Workers of many eusocial insect species have been shown to prevent other workers from producing males in the presence of a fertile queen by two main mechanisms (Ratnieks et al. 2006; Wenseleers and Ratnieks 2006): eating worker-laid eggs (ants: Kikuta and Tsuji 1999; D’Ettorre et al. 2004; Endler et al. 2004; Helanterä and Sundström 2005; bees: Ratnieks and Visscher 1989; Visscher 1996; wasps: Foster et al. 2002; Saigo and Tsuchida 2004; Wenseleers et al. 2005) and attacking ovary-developed workers (ants: Gobin et al. 1999; Kikuta and Tsuji 1999; Liebig et al. 1999; Hartmann et al. 2003; Iwanishi et al. 2003; bees: Visscher and Dukas 1995). Such “worker policing” is traditionally thought to increase the policing workers’ indirect fitness by favoring the rearing of more closely related males or by increasing colony efficiency and sexual output (Monnin and Ratnieks 2001). However, it was rarely studied whether their direct fitness might be affected as well.

Worker policing is generally thought to benefit the whole colony. All workers are, therefore, expected to police selfish individuals. However, the identity and social status of policing workers have rarely been studied, and it is unclear whether all or only particular subsets of workers really take part in the control of reproduction.

In an attempt to clarify these points, we studied the model ant species Temnothorax unifasciatus, a monogynous and monandrous ant with small colonies (Heinze et al. 1997). In contradiction with relatedness predictions, workers in natural queenright colonies have a very low share in male production (less than 3%) and produce mostly trophic eggs (Heinze et al. 1997; Hammond and Keller 2004). This low level of worker reproduction could be due to worker policing. In this study, we investigate the occurrence of worker policing in T. unifasciatus, using individually marked workers to determine the identity and status of policing individuals. We first show that neither queens nor workers preferentially destroy worker-laid eggs. We then show that only a few workers attack egg-layers, and that these workers become fertile themselves when the queen is removed. Worker attacks in T. unifasciatus, therefore, appear in part to increase an attacker’s potential direct fitness and can be considered as selfish acts.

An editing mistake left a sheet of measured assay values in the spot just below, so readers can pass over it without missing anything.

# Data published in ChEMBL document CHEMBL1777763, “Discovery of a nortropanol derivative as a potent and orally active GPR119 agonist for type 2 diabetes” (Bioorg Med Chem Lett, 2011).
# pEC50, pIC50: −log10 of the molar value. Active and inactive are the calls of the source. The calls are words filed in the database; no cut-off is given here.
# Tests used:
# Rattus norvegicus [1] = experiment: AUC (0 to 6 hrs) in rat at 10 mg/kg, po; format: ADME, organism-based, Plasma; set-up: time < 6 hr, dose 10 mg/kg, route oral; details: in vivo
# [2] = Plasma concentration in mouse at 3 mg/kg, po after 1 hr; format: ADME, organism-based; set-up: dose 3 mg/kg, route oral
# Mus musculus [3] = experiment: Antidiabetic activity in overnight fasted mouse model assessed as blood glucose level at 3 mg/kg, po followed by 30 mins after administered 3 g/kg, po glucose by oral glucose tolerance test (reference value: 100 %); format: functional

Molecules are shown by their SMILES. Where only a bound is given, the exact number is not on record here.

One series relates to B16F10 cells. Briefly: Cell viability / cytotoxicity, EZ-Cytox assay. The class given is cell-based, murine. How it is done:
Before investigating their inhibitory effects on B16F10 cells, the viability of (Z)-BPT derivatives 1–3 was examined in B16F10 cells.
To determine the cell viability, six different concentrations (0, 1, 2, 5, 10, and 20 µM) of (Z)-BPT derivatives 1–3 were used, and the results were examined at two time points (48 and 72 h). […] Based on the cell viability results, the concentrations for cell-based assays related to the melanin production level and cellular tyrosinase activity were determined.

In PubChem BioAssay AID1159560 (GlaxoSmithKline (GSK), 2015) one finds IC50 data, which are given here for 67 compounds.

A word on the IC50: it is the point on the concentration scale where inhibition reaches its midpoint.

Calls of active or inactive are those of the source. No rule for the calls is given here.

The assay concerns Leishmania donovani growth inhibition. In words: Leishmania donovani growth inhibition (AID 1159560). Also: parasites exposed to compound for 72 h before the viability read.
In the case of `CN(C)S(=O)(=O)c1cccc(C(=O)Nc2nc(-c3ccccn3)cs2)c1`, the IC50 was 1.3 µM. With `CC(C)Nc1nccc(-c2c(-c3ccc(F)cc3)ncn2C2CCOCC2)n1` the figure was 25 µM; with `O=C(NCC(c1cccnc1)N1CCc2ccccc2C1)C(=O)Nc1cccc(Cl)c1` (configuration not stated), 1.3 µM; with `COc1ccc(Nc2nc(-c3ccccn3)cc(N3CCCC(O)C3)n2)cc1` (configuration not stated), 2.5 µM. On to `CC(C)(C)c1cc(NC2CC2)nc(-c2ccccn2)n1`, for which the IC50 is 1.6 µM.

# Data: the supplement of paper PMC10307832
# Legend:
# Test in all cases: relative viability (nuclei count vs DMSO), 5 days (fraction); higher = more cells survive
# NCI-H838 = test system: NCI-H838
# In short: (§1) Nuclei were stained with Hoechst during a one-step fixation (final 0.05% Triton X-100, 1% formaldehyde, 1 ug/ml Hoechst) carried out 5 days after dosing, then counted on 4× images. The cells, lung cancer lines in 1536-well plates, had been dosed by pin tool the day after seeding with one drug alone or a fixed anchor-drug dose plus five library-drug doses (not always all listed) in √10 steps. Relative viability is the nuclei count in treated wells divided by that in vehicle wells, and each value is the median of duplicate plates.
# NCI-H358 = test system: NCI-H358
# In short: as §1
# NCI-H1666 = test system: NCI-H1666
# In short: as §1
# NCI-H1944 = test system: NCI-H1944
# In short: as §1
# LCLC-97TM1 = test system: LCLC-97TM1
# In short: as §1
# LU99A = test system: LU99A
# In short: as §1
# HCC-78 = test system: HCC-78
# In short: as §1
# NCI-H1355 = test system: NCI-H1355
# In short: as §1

Materials and methods

Collection and housing of colonies

Colonies of T. unifasciatus (Latreille 1798) were collected in sun-exposed rock crevices in different sites in Central and Southern Europe (see below). During the time of the experiments, all colonies were kept in small plastic boxes (10 × 10 × 3 cm3) with a regularly moistened plaster floor in incubators under artificial summer conditions (12 h light 28°C; 12 h dark 17°C; Buschinger 1974; Heinze and Ortius 1991) and were provided three times a week with water, honey, and pieces of cockroaches or tuna.

Policing by egg eating

Worker-produced males are normally extremely rare in colonies of T. unifasciatus with a fertile queen (Heinze et al. 1997; Hammond and Keller 2004). To determine whether worker reproduction in queenright colonies is prevented by the selective removal of worker-laid eggs by workers or by the queen, we followed an experimental setup previously used in honeybees (Ratnieks and Visscher 1989), wasps (Foster et al. 2002), and ants (D’Ettorre et al. 2004; Endler et al. 2004) by introducing non-nestmate queen-laid and worker-laid eggs into queenright and queenless discriminator colonies.